The court could decide to:

  1. Sell the asset (here, the car, in the Macklowe divorce, some of the art collection).
  2. Retain a receiver to determine what to do with the asset. A receiver is a third party that is appointed by the Court. A receiver will get a fee for performing its services, and in some cases, their fee is based on the amount of money they can obtain from selling the asset. Typically, receivers are used to manage and sell real estate property, but, as with the Macklowe divorce, a receiver can also be used to sell personal property. In the Macklowe divorce, the receiver decided to sell some of the art and give some of it to each party.
  3. Give the asset to one party, and compensate the other party with cash. In my car example, the Court could decide to let you keep the car, but, then you would have to give 50% of your valuation to your spouse, so, you would have to give $10,000 to your spouse. This is why, you don’t want to overvalue your asset, if you do, you may end up giving more money to your spouse then what the property is really worth. However, you also don’t want to undervalue your asset, because the Court could also give the car to your spouse (who said it was worth only $10,000), in that case, your spouse would only have to give you $5,000 and that may be a lot less than what the car is really worth.
  4. Allow the parties some time to reach a settlement on how to distribute personal property. Typically, this is the best method for dividing up personal property. It allows you and your spouse control over the process, and typically, will result in none of the property being sold and with each party getting a fair share of the property.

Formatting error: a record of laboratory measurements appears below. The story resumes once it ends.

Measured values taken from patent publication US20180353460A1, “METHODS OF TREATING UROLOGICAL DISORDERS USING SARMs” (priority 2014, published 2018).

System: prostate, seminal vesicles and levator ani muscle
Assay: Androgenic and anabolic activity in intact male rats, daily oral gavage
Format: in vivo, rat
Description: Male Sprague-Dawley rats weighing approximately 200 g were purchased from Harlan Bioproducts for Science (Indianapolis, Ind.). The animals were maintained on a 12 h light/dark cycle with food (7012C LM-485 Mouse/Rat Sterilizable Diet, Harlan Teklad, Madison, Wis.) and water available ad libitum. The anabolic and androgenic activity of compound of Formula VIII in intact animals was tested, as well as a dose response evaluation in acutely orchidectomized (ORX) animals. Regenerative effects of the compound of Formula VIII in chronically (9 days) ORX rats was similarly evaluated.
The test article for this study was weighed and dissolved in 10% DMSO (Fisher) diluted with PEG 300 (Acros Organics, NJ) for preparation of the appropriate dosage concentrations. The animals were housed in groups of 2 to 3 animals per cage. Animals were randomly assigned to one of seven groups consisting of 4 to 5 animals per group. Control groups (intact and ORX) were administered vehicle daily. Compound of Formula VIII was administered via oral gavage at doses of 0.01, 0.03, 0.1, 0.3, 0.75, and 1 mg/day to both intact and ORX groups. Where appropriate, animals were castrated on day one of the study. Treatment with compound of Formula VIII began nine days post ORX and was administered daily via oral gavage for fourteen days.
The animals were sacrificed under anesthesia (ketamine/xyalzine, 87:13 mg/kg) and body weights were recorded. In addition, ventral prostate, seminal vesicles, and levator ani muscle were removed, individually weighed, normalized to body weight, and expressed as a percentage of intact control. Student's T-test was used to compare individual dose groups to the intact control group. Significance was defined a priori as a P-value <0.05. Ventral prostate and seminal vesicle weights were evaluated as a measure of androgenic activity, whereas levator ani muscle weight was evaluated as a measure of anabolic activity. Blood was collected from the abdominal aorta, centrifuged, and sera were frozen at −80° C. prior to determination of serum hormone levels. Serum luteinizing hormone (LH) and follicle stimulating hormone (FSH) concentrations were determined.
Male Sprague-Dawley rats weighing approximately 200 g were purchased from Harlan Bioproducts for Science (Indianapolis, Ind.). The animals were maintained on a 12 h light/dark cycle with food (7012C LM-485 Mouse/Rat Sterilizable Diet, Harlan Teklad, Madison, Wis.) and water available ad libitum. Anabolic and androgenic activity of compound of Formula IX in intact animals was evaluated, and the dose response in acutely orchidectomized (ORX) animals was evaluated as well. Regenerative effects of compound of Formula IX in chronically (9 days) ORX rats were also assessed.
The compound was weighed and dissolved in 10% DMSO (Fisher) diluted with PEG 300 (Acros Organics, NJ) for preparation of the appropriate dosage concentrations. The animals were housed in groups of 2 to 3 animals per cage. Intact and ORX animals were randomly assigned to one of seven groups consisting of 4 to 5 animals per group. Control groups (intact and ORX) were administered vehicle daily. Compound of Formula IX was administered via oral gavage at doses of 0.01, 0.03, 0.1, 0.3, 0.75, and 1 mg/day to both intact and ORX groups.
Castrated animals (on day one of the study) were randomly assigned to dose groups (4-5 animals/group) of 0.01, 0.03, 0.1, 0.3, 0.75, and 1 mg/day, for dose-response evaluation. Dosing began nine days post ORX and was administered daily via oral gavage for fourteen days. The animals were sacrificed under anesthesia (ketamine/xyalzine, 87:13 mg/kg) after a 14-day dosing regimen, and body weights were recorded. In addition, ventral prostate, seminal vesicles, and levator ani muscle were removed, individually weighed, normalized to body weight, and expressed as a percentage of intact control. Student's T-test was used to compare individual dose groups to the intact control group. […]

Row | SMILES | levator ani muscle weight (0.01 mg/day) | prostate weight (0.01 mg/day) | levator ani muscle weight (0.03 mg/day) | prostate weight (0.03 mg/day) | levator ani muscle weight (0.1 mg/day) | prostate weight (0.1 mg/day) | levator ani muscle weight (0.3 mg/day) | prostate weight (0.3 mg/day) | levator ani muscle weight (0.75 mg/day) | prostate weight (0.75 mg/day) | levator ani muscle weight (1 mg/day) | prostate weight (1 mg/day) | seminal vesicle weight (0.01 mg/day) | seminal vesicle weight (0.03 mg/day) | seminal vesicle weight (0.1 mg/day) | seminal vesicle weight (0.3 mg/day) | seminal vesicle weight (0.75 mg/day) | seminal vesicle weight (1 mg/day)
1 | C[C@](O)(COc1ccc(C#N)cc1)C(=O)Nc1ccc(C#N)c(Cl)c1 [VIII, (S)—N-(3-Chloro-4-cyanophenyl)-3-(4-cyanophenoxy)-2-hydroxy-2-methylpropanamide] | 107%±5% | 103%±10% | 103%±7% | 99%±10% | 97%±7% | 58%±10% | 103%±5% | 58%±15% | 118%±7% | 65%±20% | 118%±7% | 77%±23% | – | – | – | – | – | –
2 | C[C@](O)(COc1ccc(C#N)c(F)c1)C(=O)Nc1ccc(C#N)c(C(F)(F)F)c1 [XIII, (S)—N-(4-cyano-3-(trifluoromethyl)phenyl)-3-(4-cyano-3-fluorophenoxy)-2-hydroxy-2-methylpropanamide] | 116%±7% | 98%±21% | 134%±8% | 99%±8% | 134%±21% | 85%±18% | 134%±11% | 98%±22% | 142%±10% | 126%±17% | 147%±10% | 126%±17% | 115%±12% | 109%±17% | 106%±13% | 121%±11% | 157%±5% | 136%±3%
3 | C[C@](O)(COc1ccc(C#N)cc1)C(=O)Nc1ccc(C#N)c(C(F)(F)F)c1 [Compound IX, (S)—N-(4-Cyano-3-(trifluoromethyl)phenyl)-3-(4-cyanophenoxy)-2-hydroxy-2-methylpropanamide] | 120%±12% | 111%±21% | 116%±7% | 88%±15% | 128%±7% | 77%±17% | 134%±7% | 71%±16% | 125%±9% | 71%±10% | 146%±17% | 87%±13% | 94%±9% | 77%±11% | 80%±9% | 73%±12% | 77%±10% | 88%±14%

So, although you may not own an art collection worth millions of dollars, it is likely that you do own personal property, which includes, as some examples: cars, furniture, tools, equipment, jewelry, and sports collections. In many instances, determining the value of the personal property can be difficult. Just as in the Macklowe divorce, the Court has a few choices on how to distribute that personal property. In most cases, the best course of action is to reach an agreement with your spouse on how to distribute the personal property.

David Badanes and the Badanes Law Office can help you with your divorce, including issues of dealing with personal property. David Badanes has helped numerous clients in their divorce cases. The Badanes Law Office handles all types of divorce cases, from the extremely complicated to simple uncontested divorces, and everything in-between.

If you are thinking of getting a divorce, or are thinking of hiring a new attorney for your divorce, then call David Badanes and the Badanes Law Office. Contact David Badanes and the Badanes Law Office at 631-239-1702, email at david@dbnylaw.com or visit our website: www.dbnylaw.com. The Badanes Law Office has offices in Suffolk County (Northport) and in Nassau County.